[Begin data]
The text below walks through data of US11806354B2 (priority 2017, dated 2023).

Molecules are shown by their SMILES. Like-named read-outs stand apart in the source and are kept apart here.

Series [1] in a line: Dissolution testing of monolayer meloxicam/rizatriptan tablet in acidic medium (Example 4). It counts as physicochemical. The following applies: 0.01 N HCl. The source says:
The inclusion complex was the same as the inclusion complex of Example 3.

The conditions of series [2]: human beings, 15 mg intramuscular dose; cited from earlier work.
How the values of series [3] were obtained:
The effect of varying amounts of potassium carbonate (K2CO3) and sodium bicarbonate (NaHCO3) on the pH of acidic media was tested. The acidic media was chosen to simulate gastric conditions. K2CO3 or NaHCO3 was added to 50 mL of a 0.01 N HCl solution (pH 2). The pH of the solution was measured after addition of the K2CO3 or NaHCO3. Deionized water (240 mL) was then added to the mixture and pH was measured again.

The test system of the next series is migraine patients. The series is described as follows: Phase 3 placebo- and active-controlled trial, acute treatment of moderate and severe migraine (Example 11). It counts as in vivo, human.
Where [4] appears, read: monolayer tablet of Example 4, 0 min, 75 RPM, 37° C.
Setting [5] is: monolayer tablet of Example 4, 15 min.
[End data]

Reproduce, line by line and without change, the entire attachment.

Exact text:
The text below walks through data of US11806354B2 (priority 2017, dated 2023).

Molecules are shown by their SMILES. Like-named read-outs stand apart in the source and are kept apart here.

Series [1] in a line: Dissolution testing of monolayer meloxicam/rizatriptan tablet in acidic medium (Example 4). It counts as physicochemical. The following applies: 0.01 N HCl. The source says:
The inclusion complex was the same as the inclusion complex of Example 3.

The conditions of series [2]: human beings, 15 mg intramuscular dose; cited from earlier work.
How the values of series [3] were obtained:
The effect of varying amounts of potassium carbonate (K2CO3) and sodium bicarbonate (NaHCO3) on the pH of acidic media was tested. The acidic media was chosen to simulate gastric conditions. K2CO3 or NaHCO3 was added to 50 mL of a 0.01 N HCl solution (pH 2). The pH of the solution was measured after addition of the K2CO3 or NaHCO3. Deionized water (240 mL) was then added to the mixture and pH was measured again.

The test system of the next series is migraine patients. The series is described as follows: Phase 3 placebo- and active-controlled trial, acute treatment of moderate and severe migraine (Example 11). It counts as in vivo, human.
Where [4] appears, read: monolayer tablet of Example 4, 0 min, 75 RPM, 37° C.
Setting [5] is: monolayer tablet of Example 4, 15 min.